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Poem by Edith Nesbit

The Monk

WHEN in my narrow cell I lie,
    The long day's penance done at last,
I see the ghosts of days gone by,
    And hear the voices of the past.

I see the blue-gray wood-smoke curled
    From hearths where life has rhymed to love,
I see the kingdoms of the world--
    The glory and the power thereof,

And cry, "Ah, vainly have I striven!"
    And then a voice calls, soft and low:
"Thou gavest My Earth to win My Heaven;
    But Heaven-on-Earth thou mayest not know!"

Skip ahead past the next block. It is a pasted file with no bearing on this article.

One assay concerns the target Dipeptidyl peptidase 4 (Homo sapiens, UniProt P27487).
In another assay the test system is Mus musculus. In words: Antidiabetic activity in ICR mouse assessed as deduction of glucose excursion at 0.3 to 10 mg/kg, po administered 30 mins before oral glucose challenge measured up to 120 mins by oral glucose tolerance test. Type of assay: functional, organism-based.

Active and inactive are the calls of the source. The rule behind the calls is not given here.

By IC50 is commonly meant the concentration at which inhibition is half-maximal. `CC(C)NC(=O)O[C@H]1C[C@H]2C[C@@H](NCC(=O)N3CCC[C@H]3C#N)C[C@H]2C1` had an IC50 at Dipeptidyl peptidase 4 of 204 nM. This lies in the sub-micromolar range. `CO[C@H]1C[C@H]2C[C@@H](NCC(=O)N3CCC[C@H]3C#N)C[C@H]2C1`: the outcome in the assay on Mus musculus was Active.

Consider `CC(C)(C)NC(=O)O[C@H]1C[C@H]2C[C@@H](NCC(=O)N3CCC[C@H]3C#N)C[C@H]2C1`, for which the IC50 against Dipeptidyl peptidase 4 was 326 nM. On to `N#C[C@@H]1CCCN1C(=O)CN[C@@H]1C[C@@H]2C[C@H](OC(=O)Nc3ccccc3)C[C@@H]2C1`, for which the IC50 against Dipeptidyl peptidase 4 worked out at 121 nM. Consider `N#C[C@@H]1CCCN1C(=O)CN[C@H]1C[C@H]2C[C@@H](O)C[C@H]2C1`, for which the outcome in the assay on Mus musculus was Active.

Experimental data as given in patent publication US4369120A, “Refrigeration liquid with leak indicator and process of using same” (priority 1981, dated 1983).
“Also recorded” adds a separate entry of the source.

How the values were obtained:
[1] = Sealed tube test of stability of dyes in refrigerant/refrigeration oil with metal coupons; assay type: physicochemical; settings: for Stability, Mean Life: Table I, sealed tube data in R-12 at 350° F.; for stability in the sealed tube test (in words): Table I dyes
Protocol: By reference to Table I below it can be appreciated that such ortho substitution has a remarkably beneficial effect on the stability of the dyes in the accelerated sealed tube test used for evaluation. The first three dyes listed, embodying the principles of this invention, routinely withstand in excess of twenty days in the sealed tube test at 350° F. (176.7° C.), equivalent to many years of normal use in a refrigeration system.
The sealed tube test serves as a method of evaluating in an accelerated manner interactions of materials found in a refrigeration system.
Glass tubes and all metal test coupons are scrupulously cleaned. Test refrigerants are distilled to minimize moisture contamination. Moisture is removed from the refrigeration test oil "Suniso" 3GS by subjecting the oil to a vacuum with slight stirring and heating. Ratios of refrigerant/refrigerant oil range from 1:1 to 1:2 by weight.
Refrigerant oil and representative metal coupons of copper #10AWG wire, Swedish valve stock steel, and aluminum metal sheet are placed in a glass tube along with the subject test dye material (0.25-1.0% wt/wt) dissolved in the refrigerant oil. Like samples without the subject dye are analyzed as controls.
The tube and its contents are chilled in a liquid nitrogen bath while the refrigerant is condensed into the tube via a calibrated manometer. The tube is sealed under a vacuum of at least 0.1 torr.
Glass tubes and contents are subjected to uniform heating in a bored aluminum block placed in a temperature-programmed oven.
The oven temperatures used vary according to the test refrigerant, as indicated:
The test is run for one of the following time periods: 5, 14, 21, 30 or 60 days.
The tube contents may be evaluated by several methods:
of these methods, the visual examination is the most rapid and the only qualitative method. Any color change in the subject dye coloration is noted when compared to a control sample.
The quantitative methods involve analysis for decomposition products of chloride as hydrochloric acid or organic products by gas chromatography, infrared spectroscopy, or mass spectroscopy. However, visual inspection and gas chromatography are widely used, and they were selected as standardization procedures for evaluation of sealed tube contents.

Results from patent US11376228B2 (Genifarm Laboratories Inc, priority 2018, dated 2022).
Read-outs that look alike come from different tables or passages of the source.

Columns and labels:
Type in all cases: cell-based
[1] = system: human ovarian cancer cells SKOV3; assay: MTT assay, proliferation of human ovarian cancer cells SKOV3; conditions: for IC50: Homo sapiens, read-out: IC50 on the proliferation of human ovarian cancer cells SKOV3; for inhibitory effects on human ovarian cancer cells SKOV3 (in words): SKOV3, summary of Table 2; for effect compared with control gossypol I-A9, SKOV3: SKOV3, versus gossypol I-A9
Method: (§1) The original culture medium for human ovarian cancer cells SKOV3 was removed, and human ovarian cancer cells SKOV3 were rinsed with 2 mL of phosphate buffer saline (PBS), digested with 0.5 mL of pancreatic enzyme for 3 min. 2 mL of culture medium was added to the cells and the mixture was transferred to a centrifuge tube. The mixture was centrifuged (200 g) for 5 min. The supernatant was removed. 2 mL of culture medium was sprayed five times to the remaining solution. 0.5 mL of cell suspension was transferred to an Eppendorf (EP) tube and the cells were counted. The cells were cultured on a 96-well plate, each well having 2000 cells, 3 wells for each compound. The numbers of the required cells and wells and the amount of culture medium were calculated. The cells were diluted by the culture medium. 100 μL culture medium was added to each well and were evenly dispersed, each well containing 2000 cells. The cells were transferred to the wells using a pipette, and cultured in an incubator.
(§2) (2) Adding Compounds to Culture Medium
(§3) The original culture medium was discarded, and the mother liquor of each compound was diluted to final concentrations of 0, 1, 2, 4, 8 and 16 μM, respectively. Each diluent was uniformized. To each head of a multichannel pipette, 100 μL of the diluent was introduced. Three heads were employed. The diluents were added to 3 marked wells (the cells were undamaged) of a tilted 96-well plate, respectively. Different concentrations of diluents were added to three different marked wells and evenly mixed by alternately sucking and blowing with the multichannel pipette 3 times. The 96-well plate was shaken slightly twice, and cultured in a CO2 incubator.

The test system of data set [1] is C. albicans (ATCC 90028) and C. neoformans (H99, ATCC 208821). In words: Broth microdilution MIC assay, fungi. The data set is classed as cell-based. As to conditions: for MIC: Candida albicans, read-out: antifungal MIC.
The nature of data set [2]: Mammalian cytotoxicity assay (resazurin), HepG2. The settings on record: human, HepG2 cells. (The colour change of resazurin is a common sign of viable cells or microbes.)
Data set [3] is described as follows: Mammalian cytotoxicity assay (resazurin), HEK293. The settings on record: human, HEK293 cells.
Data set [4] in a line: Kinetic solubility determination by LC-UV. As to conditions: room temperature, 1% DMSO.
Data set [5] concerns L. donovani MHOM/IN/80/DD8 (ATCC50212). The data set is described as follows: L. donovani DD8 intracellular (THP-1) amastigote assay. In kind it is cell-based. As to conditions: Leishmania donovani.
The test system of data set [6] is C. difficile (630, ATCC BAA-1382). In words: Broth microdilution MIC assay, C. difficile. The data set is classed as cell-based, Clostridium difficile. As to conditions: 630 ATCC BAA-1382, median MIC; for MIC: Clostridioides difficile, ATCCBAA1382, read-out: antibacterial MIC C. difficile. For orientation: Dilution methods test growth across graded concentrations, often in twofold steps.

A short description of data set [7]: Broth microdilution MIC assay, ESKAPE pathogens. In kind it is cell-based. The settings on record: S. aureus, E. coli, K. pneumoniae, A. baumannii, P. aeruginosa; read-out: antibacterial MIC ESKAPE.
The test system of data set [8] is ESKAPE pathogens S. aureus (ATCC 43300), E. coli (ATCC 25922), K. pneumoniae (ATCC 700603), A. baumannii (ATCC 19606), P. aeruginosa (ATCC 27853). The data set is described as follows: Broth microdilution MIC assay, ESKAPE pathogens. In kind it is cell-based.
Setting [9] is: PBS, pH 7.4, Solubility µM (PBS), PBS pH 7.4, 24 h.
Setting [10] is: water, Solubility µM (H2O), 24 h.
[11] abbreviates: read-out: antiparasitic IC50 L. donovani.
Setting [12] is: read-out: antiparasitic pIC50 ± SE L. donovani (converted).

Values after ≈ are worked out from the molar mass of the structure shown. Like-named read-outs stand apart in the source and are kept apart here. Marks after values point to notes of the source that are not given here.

It is not for Thy Heaven, O Lord,
    That I renounced Thy pleasant earth--
The ship, the furrow, and the sword--
    The dreams of death, the dreams of birth!

Weary of vigil, fast, and prayer,
    Weak in my hope and in my faith--
O Christ, for whom this cross I bear,
    Meet me beside the gate of Death!

When the night comes, then let me rest
    (O Christ, who sanctifiest pain!)
Falling asleep upon Thy breast,
    And, if Thou wilt, wake never again!

Edith Nesbit

Edith Nesbit's other poems:
  1. Incompatibilities
  2. The Vault
  3. To One Who Pleaded for Candour in Love
  4. A Portrait
  5. Sea-Shells

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